Acer's Recovery Plan: Hardware--Better, Faster, Stronger

By Steve Anderson January 13, 2014

It's a philosophy that might be better suited to a Daft Punk album, but for Acer, it makes quite a bit of sense as the company looks to turn around its fortunes following the posting of a third consecutive annual loss. With the overall PC market in contraction, with the emergence of several new competing platforms like the tablet and smartphone markets, and with a whole lot working against it, Acer's plan is to go after the dwindling PC market with new vigor, renewed fervor, and much more powerful hardware to match its competitive advantages, as well as build new ones.

New CEO Jason Chen—despite having been on the job less than two weeks—has a plan in mind, and the two words to describe it are “operational excellence.” With terrible market conditions for PCs, and Acer coming off the worst of the top five PC vendors—sales volume was down fully 28 percent year over year—the company is still shrugging off plenty of mistakes mostly related to timing. The company put substantial investment in touchscreen technology and ultrabooks back before the market had really coalesced.

But now, Acer is putting extra strength behind a new, but simpler concept: make better hardware, and offer more useful software. The whole thing is set to kick off April 1, when Acer releases its new Build Your Own Cloud service, and will likely continue as Acer puts to work its stake in PC home Online Inc.'s online payments system, as well as planned development in fields like video and photography, as well as mail and even some “...other things we haven't even seen yet.” Though sales are down, which is never really good news, the company is actually planning increased spending in the fields of both marketing and research and development.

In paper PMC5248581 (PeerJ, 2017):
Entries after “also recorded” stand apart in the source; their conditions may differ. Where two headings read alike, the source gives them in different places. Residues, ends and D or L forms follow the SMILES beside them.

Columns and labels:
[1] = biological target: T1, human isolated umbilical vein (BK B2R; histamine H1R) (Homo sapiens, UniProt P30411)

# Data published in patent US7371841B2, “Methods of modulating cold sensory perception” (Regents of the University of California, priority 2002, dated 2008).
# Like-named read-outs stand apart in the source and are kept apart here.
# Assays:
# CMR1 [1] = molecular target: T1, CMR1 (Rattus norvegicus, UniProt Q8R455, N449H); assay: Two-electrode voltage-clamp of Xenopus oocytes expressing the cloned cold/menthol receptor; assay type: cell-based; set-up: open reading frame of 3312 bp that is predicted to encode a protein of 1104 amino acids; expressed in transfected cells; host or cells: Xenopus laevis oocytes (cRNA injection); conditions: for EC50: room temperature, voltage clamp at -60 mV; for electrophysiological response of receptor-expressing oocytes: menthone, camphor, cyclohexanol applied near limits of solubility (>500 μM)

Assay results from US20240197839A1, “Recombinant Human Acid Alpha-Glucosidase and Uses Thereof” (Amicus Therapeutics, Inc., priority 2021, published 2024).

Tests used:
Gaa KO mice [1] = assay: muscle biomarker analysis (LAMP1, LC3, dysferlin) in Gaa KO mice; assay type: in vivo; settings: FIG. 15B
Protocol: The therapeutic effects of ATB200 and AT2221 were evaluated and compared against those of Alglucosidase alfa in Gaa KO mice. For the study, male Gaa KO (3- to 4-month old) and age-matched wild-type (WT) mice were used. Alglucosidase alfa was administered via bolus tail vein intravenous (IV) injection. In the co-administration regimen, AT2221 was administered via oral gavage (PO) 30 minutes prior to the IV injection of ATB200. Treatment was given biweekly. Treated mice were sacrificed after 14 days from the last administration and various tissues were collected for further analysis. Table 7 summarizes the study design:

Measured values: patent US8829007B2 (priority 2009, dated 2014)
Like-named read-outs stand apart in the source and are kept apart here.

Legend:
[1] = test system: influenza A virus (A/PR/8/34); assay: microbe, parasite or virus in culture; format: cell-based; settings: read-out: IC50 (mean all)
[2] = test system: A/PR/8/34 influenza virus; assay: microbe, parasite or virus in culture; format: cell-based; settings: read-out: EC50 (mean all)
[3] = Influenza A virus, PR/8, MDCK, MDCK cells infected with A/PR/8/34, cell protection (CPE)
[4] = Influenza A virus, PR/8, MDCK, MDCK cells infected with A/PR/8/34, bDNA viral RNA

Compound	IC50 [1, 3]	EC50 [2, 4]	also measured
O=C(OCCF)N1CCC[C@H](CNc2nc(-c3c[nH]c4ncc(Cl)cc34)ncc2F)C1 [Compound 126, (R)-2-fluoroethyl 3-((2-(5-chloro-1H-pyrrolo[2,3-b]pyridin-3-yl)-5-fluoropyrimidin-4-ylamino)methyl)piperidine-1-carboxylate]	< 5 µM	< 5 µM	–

Chen noted that specifics on the plan wouldn't be forthcoming for a while yet, and wasn't saying if the company planned to put more weight to marketing or to research and development, but the plan is comparatively clear, and logically sound.

There are still, after all, a host of uses for PCs. From the hobbyist to the enterprise-level users, from the telecommuter to the gamer, from the home theater PC to the basic educational tool, the “post-PC era” we've all been promised for some time likely won't come about for several years to come. The PC is still an extremely versatile tool that brings a lot of power to the user. It plays games, shows movies, builds databases, crunches spreadsheets and so on, and while tablets and smartphones are starting to gain ground on these fields, there's still a long way to go before a smartphone can replace the PC.

With that gap in mind, it stands to reason that the more innovating the PC market can do, the more likely it is to preserve its markets even as smartphones and tablets increasingly enter the larger overall market. Acer's plan may not save the PC industry—who knows what that R&D will come up with?--but it's likely to at least buy Acer time to properly consider its next move, and that's nothing to sneeze at. Even as Acer looks to recover its PC fortunes, it's already been seen at CES moving harder into tablets, so we may well be looking at not only today's moves, but tomorrow's as well.

Edited by Cassandra Tucker

Contributing TechZone360 Writer

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